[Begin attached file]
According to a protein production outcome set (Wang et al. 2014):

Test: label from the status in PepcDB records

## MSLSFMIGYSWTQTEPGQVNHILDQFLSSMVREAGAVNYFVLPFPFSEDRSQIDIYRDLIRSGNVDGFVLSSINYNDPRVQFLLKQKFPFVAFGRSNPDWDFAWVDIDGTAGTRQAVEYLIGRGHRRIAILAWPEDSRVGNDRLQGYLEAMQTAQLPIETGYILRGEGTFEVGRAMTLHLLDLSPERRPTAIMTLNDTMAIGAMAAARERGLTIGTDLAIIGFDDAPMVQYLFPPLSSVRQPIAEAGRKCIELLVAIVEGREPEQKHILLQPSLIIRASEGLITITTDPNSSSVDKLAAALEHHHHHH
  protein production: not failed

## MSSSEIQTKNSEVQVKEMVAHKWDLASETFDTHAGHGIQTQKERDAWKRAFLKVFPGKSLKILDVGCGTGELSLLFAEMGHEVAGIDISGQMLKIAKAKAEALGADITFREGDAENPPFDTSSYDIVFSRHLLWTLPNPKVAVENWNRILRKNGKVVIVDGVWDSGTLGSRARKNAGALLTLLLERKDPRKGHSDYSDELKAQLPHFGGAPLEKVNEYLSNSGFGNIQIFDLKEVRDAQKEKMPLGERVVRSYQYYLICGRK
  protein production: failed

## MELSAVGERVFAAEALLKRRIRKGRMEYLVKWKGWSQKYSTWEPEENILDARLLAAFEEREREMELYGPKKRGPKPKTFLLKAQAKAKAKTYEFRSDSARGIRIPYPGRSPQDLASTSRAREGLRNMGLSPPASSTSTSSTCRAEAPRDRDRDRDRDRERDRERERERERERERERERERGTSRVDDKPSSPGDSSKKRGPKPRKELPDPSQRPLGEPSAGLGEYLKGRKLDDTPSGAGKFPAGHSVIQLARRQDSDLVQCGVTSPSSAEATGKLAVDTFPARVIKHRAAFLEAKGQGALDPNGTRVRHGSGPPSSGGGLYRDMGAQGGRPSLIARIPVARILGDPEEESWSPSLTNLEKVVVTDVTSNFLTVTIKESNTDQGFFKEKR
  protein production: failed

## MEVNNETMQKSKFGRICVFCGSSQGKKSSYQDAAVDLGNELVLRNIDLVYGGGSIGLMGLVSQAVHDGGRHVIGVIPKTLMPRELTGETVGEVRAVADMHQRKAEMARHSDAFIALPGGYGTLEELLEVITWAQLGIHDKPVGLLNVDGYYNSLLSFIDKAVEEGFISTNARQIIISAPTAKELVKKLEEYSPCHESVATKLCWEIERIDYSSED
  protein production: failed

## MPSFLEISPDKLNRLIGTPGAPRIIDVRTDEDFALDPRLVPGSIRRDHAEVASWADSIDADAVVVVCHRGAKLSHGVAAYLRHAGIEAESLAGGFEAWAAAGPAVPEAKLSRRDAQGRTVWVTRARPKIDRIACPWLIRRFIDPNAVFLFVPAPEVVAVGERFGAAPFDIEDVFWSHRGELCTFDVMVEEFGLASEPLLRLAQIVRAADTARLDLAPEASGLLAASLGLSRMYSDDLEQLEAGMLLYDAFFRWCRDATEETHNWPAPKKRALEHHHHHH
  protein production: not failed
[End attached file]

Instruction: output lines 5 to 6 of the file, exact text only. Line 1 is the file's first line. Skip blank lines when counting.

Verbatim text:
## MSSSEIQTKNSEVQVKEMVAHKWDLASETFDTHAGHGIQTQKERDAWKRAFLKVFPGKSLKILDVGCGTGELSLLFAEMGHEVAGIDISGQMLKIAKAKAEALGADITFREGDAENPPFDTSSYDIVFSRHLLWTLPNPKVAVENWNRILRKNGKVVIVDGVWDSGTLGSRARKNAGALLTLLLERKDPRKGHSDYSDELKAQLPHFGGAPLEKVNEYLSNSGFGNIQIFDLKEVRDAQKEKMPLGERVVRSYQYYLICGRK
  protein production: failed